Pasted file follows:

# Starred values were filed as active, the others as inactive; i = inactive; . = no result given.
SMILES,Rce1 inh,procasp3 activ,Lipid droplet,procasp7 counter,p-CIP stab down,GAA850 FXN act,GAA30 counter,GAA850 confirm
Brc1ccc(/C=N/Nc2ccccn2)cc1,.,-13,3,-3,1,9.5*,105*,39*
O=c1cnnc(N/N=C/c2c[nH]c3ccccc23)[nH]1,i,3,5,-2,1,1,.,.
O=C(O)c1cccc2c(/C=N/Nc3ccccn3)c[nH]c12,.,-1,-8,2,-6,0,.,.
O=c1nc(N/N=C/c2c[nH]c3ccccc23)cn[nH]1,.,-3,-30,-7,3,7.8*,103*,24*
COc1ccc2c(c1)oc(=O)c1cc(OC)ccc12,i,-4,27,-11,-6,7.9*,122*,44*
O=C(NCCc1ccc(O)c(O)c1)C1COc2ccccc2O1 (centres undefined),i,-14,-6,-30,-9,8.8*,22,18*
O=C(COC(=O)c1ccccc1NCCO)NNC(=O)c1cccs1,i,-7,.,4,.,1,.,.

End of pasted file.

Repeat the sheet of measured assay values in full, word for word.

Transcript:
# Starred values were filed as active, the others as inactive; i = inactive; . = no result given.
SMILES,Rce1 inh,procasp3 activ,Lipid droplet,procasp7 counter,p-CIP stab down,GAA850 FXN act,GAA30 counter,GAA850 confirm
Brc1ccc(/C=N/Nc2ccccn2)cc1,.,-13,3,-3,1,9.5*,105*,39*
O=c1cnnc(N/N=C/c2c[nH]c3ccccc23)[nH]1,i,3,5,-2,1,1,.,.
O=C(O)c1cccc2c(/C=N/Nc3ccccn3)c[nH]c12,.,-1,-8,2,-6,0,.,.
O=c1nc(N/N=C/c2c[nH]c3ccccc23)cn[nH]1,.,-3,-30,-7,3,7.8*,103*,24*
COc1ccc2c(c1)oc(=O)c1cc(OC)ccc12,i,-4,27,-11,-6,7.9*,122*,44*
O=C(NCCc1ccc(O)c(O)c1)C1COc2ccccc2O1 (centres undefined),i,-14,-6,-30,-9,8.8*,22,18*
O=C(COC(=O)c1ccccc1NCCO)NNC(=O)c1cccs1,i,-7,.,4,.,1,.,.